Take the myth of reincarnation. Many people, even Christians, believe that lie, that myth which has no basis whatsoever in fact. There is no empirical evidence that can support or substantiate the idea that people die, then come back to earth to live another life, and then die and come back to earth again. That is the myth that says, "If at first you don't succeed, die, die again!" Reincarnation directly contradicts the evidence of revelation. It is diametrically opposite to the biblical teaching of the resurrection of the body, that the body survives life, is changed, and people go on in the same body. Reincarnation says they leave that body, never to enter it again, and come back and take another body. The two are diametrically opposed. You cannot believe in the biblical doctrine of resurrection and also believe in the widespread myth of reincarnation. That is one myth that is taught today to please the itching ears of men who will not believe what the Word of God says about the survival of the body.
Take another myth widespread in our day, the myth of evolution. In the last century, by and large, this myth began to take over the scientific world, again without a shred of empirical evidence to support it. Any attempt to try to set forth anything to the contrary is met with ridicule and mockery, put down as though those who hold any other view are village idiots, incapable of reasoning with intelligent men. Yet I find that many Christians believe the myth of evolution. They do not seem to understand the theological implications which evolution teaches, without any support from science, that our race is descended from apes and other animals so that there never was or could be a fall. By denying the Fall, evolution teaches that there is no need for any redemptive act on the part of God. Why should we need to be redeemed if we have never fallen? That is the theology of the lie of evolution.
Take the lie of human autonomy, which we hear on every side today. We hear that man is the measure of all things; man is the ultimate intelligence in the universe; our destiny is in our own hands; we can and must work out all our own problems; there is nothing more out there. Reflected almost every time you turn on the television, pick up a newspaper or read a magazine is this underlying assumption that man is the measure of all things.
Take the myth of the omnicompetence of science, that science can solve all our problems. We see pictured in the media unthreatening, very mild-looking doctors and others dressed in white coats, working away in laboratories on the basis of human existence. There, we are told, they are solving problems in the realm of the molecules that make us up, finding new bases of life and secrets of matter, discovering that science can put everything together and bring about a brave new world in which we can live free from fear and free from conflict with one another.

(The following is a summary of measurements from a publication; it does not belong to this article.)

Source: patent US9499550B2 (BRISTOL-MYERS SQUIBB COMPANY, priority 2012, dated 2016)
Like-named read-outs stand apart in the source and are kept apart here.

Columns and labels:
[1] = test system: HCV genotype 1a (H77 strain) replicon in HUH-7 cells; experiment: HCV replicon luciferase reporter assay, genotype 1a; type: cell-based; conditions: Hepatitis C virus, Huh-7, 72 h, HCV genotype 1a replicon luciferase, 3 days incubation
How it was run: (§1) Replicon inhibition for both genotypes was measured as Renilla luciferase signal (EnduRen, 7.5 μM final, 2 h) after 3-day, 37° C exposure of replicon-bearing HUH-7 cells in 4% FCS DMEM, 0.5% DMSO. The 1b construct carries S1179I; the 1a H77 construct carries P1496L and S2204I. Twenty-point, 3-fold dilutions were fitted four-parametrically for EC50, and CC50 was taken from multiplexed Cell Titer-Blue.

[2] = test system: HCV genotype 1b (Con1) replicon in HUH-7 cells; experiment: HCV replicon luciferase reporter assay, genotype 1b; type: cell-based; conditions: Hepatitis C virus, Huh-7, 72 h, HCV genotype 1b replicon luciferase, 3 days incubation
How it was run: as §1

Yet, if you look at the record of scientific achievement, all the technological advances of which we are so proud today have resulted instead in the dehumanization and depersonalization of people, the pollution of our atmosphere, the corruption of our ways of life and the increase in threat to the welfare of the world. That is the record -- it speaks for itself -- yet it is all set aside in the face of this attractive lie.
Take the matter of homosexuality as an accepted lifestyle. This is being taught and spread everywhere in our society by every means, at every level. We are told that homosexuality can be as satisfying, as enjoyable, as contributive to the life and happiness of a human being as heterosexuality. That is an outright denial of all that God had in mind when he made them in the beginning male and female, and said, "These shall be one flesh," Genesis 2:24).
We have been saturated by a world that is committed to falsehood. That is why, as Paul sets forth here, we must increasingly proclaim the truth as it is in Jesus. As we see these things abounding around us, the temptation in our day is to start a protest movement, to organize a demonstration, to mindlessly chant slogans, or stage sit-ins. I understand the feelings of frustration that come when we see all that is dear and precious in humanity being destroyed by these lies. We want to seize hold of these things and smash them. But that is not what the Word of God says will work. The apostle reminds us that the most effective thing is, preach the word, announce the truth, tell of reality, make it clear, spread the word. All of heaven is watching, and all of the program of God is committed to blessing, fulfilling and carrying that through until the world at last arrives at the day that God himself has designated, that final end when all creation shall bow together before the Lord Jesus and declare that Jesus is Lord, to the glory of God the Father.
You and I are called to advance that work. Do not let anybody tell you that your life as a Christian does not count. It counts tremendously. It is the most significant thing taking place on this earth today, far and away above any international program, act of Congress or decision of president, king or ruler. Glory in what God has called you to do, and be faithful to his command:
Preach the word;
Be urgent in season and out of season;
Convince, rebuke, and exhort;
Be unfailing in patience and in teaching.
Lord, what a calling, you have given to us, and what a world in which to proclaim it! Grant to us that we may not be content with the pabulum that many are issuing today in your name, or fooling around with side issues that do not confront the lies of the enemy at their very source. Grant to us that we will commit ourselves afresh to be purveyors of the truth, preachers of the Word, heralds of the good news that is in Jesus Christ. We ask in his name, Amen.